Off to the Station around 9:30 pm, finding and sitting in the Waiting Room. I finally went with Raja to find the train around 10:15 pm and found it, but no seating list slapped on the side of the Second Class Sleeper, A1 and A2. Unfortunately our berths were not all in the same compartments or locations with each other, and even Jeanie was in a different boggie. But we went to check on her and she seemed fine talking to some friendly guys. Anne, Abe, and I had upper bunks close to each other, and I locked my suitcase under the seat on a cable in front of Anne’s. The guy in the bottom bunk was not friendly but chained his own suitcase under his lower bunk. The train pulled out a few minutes early and we all tried to sleep – I got some fairly good sleep, so did Anne, but Abe was mad at my loud snoring, until he realized it was the lower bunk guy making all the noise. He did not have a good night.
We were awaken at 4:45 am to hand over our blankets and stuff to the porter, as we’d be arriving soon. Ha! It wasn’t until 5:25 am we pulled into Delhi. Jumped off with our luggage, meeting Rahul of Uday Tours waiting for us. But where was Jeanie – nowhere to be found, Robert went through her boggie and looked all around. Finally about 15 minutes later, she arrived pulling her luggage. Rahul hired coolies to take our heavy luggage and we climbed the steps, went across the bridge, outside, and waited 15 minutes for our bus to come.
Off to the Florence Inn where everyone had spent their first night in India, but I hadn’t been there. They boots polished. I also arranged for a few things to be left in my shoulder bag in storage at FI – mainly hot sweat pants and shirt, and some papers.
The drive to the airport through the haze was interesting – up over by passes or fly-overs to the India Indian airport (not International).
Security checks in India are similar and not similar to the ones in the States – few of the security personnel know English week – lots of pointing and shuffling things in the bins going through, but we got through and off to the toilets to expel the lots of water we drank before giving up our water bottles at the check point. I search out to find an USB cable so I could work my external drive as one of its connectors has broken – no luck.
Finally we could go to our Gate 9 and jump on the bus for the long ride out to our Jet airplane. I luckily got an F seat by the window. But the haze was so bad, I hardly saw anything and the photos turned out pretty bad. We did see a US big cargo plane on the runway and then taking off, in preparation for Omaha’ s arrival in few days. We had Belgian and other European seat mates as we had a veg or non-veg lunch to Varanasi, leaving around 10:30 am and getting into Varanasi around 12:15 pm. Jeanie started to try to get off with the others leaving, thinking it was Khajuraho. More people replaced the Belgiums, this time Spanish people next to me. We landed after a unidentified sandwich snack around 1:15 pm.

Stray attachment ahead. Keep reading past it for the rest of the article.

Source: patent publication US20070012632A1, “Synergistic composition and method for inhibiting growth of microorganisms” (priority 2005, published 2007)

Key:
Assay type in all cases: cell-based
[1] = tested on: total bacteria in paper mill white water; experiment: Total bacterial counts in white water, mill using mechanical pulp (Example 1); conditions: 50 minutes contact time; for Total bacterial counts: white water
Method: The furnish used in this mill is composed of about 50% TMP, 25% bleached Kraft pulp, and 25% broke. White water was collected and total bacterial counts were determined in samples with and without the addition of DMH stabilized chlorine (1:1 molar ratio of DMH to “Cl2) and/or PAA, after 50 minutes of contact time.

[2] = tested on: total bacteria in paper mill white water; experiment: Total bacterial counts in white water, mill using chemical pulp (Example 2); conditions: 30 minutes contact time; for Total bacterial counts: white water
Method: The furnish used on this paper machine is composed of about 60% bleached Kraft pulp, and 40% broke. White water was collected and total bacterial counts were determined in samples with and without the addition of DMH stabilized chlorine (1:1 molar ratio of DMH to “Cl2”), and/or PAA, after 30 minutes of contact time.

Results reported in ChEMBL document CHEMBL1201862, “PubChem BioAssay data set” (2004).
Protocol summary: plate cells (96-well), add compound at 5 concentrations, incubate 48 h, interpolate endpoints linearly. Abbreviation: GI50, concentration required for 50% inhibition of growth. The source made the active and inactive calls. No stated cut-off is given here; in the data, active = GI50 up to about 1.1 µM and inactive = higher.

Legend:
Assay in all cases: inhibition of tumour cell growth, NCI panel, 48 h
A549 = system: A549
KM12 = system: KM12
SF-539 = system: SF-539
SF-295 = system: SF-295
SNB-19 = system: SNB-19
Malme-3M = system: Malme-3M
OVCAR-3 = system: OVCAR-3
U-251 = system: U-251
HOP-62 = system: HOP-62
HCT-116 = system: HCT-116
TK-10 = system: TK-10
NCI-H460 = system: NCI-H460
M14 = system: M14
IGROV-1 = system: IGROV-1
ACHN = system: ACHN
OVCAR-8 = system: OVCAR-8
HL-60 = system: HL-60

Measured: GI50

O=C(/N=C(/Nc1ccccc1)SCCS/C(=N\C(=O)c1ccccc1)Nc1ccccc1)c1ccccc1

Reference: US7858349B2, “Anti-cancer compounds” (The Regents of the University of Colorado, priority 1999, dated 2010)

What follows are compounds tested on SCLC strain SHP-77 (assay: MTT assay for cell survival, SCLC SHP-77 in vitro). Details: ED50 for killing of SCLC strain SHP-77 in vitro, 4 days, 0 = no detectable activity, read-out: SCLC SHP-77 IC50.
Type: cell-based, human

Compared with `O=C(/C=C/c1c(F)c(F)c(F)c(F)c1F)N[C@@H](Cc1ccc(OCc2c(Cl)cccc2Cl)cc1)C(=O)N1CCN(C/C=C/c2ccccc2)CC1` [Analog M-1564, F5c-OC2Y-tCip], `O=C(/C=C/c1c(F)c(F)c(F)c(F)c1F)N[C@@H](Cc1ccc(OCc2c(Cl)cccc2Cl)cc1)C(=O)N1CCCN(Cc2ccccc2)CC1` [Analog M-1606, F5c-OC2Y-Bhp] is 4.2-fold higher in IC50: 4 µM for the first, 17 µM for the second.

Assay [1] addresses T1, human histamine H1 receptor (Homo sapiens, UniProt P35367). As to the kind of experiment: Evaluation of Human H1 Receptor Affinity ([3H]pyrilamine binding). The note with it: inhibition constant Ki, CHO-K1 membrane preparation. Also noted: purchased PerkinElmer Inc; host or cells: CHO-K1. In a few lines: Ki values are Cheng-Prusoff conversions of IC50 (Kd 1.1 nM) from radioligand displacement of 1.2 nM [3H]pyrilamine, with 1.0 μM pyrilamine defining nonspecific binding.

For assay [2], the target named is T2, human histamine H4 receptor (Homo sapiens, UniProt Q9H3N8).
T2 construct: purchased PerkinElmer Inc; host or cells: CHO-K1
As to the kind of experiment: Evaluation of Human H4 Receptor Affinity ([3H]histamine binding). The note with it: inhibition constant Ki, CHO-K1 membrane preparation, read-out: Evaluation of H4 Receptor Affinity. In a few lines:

Warren and his 12-year old girl, Sapna (dream) greeting us at the airport and garlanded us. Off to our hotel, the Ramada, outside Khajuraho by about 2 miles. What a nice place, modern and helpful BUT NO INTERNET! We were all exhausted and took naps. We learned more of Warren, a Woodstockite (Class of 1951) who has taken up residence here, 6 months of the year in the past several years, and then in Seattle for the other half year. I went into the bazaar with Robert for a few minutes by cycle rickshaw, wandering around the bazaar for a ½ hour before returning to the Hotel. I also quickly put on my swimming suit and ran down and slipped in with timed photo shot – it was cold as I swam from one end to the other in the shallow pool about 40 yards distant.
Off to Khajuraho, first to go with Warren to the active Khajuraho Shivite temple, to climb the steps (after taking off our shoes), join the Diwali crowd, to the top of the steps, to perambulate around the huge lingam, and crowds stood by chanting, accepting our tika mark from the priest and his Prasad, and then exiting. Warren wanted us to take and eat the ‘sacred’ Prasad. Off for fantastic performances of Indian dance – Gujarati, folk dances, classical India, Maharashtra, etc. and local tribal dances, plus a couple very nationalistic dances at a cultural center. We exited the theater, and Warren was absolutely furious with our guide, Pravan for not allowing our group to be influenced and captivated by local vendor boys. Quite a fracas in the street about that. After that we were off for supper at a restaurant, where Warren gave us his ‘story’ – a mystery why he was attracted back by some force back to India.
We had a supper and rode the bus home. I tried getting connected on the Internet. No way, the server was down. Diwali, you know. Come back and get it tomorrow morning.
Whew – the long car, train, air, car trip from Mussoorie to Khajuraho.